Trumpeter Swan

Trumpeter swans are large white birds with black beaks. They are the heaviest bird species that is native to North America. In fact, they are one of the largest flying birds in the world, alongside the Andean condor, mute swan, and Dalmatian pelican.

Humans drove these swans to the brink of extinction, but careful management and relocation bolstered their numbers. Read on to learn about the Trumpeter Swan.

Description of the Trumpeter Swan

As far as swans go, Trumpeters are quite large. From head to tail, they are about 5 ft. long, and their wingspan is a whopping 7 ft. across. These massive birds also weigh up to 30 lbs. at their heaviest.

This swan’s plumage, or feathers, are white over their entire bodies. Its black bill is the easiest way to tell the difference between this species and the mute swan. The skin between their eyes and their bill is also black.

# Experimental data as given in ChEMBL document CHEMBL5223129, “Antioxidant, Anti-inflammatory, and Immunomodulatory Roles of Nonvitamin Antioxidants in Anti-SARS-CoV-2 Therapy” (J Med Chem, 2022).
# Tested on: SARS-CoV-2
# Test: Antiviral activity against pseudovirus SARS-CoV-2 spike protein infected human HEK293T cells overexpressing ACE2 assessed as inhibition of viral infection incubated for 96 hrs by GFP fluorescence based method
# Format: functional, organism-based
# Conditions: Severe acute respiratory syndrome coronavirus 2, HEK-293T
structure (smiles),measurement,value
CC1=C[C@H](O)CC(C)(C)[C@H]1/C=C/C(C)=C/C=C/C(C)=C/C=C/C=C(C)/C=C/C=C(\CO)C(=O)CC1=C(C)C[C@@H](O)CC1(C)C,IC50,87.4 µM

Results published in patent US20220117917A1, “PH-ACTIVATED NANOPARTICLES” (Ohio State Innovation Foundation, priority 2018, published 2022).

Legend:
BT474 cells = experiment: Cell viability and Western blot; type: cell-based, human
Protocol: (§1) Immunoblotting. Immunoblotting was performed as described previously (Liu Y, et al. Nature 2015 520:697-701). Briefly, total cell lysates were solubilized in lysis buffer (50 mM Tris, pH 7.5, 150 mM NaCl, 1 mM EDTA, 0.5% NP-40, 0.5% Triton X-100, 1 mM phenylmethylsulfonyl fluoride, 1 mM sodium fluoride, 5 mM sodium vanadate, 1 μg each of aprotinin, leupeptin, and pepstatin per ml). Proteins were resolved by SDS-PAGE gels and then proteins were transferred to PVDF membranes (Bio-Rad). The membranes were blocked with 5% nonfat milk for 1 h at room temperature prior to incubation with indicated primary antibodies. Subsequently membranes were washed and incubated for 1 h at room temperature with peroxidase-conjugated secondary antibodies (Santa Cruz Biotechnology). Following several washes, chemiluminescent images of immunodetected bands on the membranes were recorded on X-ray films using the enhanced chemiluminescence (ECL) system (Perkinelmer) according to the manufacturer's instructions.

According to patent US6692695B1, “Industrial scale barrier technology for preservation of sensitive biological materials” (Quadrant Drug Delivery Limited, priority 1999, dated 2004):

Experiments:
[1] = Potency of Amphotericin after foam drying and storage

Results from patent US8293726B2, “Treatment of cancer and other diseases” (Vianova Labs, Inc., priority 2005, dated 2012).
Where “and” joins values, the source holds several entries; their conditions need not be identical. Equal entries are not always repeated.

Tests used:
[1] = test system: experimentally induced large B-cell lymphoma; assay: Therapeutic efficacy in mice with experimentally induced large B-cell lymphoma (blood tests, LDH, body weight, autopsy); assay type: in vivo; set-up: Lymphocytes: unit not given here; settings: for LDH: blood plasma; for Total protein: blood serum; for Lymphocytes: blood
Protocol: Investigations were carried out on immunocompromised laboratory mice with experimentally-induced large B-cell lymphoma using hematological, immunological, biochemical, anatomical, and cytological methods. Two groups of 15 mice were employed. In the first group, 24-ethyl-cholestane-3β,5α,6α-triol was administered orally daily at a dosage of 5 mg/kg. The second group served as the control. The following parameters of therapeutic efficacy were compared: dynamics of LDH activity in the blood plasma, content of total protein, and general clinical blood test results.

Interesting Facts About the Trumpeter Swan

These imposing birds truly are a unique species. They have many different behaviors and traits that make them stand out, learn more about them below.

  • The Downsides of Size – Being so large is definitely a plus, but it is also a burden. Because they are so heavy, it takes a lot of effort for this species to get off the ground. In fact, they cannot take off from the ground, they must fly off of water! To get airborne, Trumpeter Swans need a clear football field of space to run along the surface and flap.
  • The Trumpeter Swan and the Beaver – No, this isn’t the name of a lighthearted fairy tale. Trumpeter swans, along with many other swan species, rely indirectly upon American beavers. The beaver changes its entire environment, creating lakes, ponds, and wetlands. These new habitats are important for the survival of many other animals, including Trumpeter Swans!
  • Strange Incubation – Most species of birds nestle their eggs gently between the feathers of their breast to incubate them. Trumpeter swans stand on their eggs instead! Ok, they don’t exactly stand on them, but they do place their feet over the top of their eggs while laying on them to incubate them.